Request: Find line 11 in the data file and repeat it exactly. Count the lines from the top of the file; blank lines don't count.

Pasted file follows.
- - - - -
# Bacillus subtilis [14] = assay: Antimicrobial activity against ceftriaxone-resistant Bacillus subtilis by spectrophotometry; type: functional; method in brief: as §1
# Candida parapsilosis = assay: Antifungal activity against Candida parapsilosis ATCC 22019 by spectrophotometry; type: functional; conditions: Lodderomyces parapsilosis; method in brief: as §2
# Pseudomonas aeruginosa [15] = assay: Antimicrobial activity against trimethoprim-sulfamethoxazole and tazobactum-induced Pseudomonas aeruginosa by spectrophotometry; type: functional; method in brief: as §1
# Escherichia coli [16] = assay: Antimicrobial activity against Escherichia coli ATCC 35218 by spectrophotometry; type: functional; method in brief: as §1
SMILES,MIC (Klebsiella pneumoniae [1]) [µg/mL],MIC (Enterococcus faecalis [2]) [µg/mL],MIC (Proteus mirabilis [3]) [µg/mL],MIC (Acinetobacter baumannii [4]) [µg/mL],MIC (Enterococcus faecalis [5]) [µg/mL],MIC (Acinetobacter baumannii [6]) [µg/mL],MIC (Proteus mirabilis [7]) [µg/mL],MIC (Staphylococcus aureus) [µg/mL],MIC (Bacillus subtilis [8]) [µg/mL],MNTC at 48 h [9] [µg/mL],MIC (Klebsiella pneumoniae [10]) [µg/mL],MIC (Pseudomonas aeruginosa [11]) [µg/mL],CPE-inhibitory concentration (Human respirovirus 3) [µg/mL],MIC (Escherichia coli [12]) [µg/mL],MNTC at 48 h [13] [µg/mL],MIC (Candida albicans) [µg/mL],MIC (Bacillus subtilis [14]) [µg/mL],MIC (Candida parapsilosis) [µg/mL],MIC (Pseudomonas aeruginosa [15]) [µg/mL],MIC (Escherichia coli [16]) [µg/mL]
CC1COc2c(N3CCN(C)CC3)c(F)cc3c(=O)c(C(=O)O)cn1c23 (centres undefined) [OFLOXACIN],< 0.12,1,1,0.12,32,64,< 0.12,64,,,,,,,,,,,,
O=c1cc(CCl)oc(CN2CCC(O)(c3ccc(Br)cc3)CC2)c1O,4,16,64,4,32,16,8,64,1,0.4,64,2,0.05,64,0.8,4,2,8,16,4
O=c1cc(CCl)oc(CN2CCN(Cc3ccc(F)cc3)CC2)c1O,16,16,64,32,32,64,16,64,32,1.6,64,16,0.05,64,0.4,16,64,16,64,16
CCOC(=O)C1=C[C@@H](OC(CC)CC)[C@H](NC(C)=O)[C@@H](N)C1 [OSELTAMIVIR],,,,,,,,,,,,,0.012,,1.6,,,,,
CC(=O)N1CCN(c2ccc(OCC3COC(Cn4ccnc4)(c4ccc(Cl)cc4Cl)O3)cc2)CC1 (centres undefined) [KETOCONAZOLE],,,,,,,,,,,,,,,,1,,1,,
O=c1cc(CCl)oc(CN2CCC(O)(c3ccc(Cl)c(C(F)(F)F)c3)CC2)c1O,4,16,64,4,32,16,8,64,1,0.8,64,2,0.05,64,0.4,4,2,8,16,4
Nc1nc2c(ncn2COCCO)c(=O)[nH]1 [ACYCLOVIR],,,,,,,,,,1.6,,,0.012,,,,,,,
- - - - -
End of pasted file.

O=c1cc(CCl)oc(CN2CCC(O)(c3ccc(Cl)c(C(F)(F)F)c3)CC2)c1O,4,16,64,4,32,16,8,64,1,0.8,64,2,0.05,64,0.4,4,2,8,16,4